Unfortunately, its bound to happen and you don't want to get stranded. Here's the checklist of essentials you should store in your vehicle for emergencies.
Keep a box in your vehicle of items you may need in an emergency
We all know we should keep a spare tire that is inflated, a jack and a tire iron in case of a flat in our vehicles. But there are a handful of other items that can make your life easier in case of an automotive emergency. Some of them could even save your life!
Some of the basics center on common breakdowns. If your tire goes flat and you have a can of tire sealer and aerosol tire inflator (or a mechanical inflator that plugs into your cigarette lighter), you might be able to avoid the mess and danger of changing a tire on a busy road. If your car won’t start in a parking lot, jumper cables allow you to get help from any good Samaritan who has a working car battery. If you use remote routes, you might want to pack a charged emergency battery booster.
A plastic or rubber, snap-lid box full of other supplies can be a compact, neat way to keep emergency supplies. Here’s a quick list of essentials.
· First-aid. Tourniquet, large bandages, medical tape, adhesive bandages, alcohol wipes, bottled water, scissors, drinking straw, blanket (Mylar if you will travel in cold weather), paper towels. Pack feminine hygiene pads, too — they make excellent bandages for bad wounds.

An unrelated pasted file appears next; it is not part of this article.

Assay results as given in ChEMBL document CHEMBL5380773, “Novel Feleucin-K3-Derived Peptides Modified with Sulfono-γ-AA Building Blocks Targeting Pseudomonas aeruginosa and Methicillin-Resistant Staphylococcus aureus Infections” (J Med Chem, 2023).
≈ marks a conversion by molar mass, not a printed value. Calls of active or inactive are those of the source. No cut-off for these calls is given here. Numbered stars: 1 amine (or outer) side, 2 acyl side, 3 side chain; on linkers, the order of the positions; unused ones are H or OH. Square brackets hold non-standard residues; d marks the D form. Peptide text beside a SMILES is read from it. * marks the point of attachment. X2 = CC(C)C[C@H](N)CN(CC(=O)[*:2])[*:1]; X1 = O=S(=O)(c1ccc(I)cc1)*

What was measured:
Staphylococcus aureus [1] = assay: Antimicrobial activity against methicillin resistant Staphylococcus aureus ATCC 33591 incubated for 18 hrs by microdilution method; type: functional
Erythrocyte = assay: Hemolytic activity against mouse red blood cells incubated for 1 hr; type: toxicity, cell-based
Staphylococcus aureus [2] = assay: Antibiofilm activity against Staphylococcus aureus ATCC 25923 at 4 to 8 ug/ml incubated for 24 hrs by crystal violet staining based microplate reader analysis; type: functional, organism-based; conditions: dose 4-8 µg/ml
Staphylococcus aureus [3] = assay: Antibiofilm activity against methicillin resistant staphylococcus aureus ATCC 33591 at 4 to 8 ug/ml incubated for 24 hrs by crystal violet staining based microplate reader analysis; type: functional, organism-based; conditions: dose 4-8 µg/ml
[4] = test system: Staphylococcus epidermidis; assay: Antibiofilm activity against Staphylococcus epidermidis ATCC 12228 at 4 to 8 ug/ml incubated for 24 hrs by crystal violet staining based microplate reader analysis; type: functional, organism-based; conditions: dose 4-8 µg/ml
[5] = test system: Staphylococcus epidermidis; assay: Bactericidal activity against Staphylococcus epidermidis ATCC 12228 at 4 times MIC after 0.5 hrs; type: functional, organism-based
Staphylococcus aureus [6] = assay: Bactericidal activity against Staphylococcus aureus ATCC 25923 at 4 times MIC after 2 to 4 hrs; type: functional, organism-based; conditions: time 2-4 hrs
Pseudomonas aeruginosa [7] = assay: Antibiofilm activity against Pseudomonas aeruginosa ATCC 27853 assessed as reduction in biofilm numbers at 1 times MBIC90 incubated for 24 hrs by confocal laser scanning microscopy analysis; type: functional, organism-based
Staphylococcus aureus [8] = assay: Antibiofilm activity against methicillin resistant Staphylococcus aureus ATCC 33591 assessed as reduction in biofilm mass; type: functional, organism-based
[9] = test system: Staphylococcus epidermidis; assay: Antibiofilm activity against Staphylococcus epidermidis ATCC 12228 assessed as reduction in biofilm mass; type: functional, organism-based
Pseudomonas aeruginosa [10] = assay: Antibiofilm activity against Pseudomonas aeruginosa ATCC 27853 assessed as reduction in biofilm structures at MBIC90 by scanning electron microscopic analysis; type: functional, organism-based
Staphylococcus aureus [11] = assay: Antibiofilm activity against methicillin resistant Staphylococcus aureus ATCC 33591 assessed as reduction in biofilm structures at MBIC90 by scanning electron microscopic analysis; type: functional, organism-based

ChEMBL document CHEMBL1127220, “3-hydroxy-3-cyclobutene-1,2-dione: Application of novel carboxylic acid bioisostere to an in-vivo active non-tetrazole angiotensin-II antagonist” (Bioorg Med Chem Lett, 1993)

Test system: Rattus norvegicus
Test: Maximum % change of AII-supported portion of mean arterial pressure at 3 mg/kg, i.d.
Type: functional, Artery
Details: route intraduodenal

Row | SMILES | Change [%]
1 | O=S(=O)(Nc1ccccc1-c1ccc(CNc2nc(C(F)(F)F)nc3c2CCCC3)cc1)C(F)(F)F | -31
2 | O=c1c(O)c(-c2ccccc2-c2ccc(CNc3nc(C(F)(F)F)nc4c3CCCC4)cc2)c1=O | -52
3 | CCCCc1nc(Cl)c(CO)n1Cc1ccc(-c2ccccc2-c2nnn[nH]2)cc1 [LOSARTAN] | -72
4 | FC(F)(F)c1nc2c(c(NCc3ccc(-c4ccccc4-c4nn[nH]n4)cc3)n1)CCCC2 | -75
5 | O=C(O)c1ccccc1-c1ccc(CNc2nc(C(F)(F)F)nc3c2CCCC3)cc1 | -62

· Lighting. Your kit needs a working flashlight, flares or reflective triangles, and spare batteries for your flashlight.
· Foot travel. Pack boots or sneakers and socks in case you have to walk a distance, a coat and hand and foot warmers if traveling in cold weather, and a paper map in case you can’t get cell or internet service.
· Self-service. Duct tape is a must in case you have to bind a bumper, mirror or other part of your car to make it drivable to a safe location. Keep a tow rope or chain in case someone needs to pull you out of a ditch or off the main road. Pack a mini-shovel and a jug of kitty litter or ice melt.
Your glove compartment is the right place to store things you might need in reach in an emergency.
· Escape. A knife or multi-tool will help you cut a seatbelt or break a window. Note that many vehicles also have removable headrests whose metal posts can be used to break a window if needed.
· Documents. Keep your registration and insurance information handy in case of an accident and your owners manual for reference on roadside repairs.
· Energy. Keep small snacks such as nuts or energy bars to tide you over if you are stranded for a long period.
· Communication. Of course, you need your cell phone, cell phone charger, and coins for pay phones in case needed.
These are everyday emergency items. If you are planning on driving a long distance for a trip, plan your emergency kit according to the weather and locations you will travel through. Always leave a travel plan with someone you can trust and check in periodically so people know your recent locations. It will make it much easier to rescue you if needed.
If you do have an auto accident — whether single-person or multivehicle — call your
Trusted Choice® Independent Insurance Agent to begin the claims process. Your agent can give you excellent information on documentation needed and essential steps to take. Hopefully, you will never need your car insurance or your emergency kit, but keep both up to date just in case!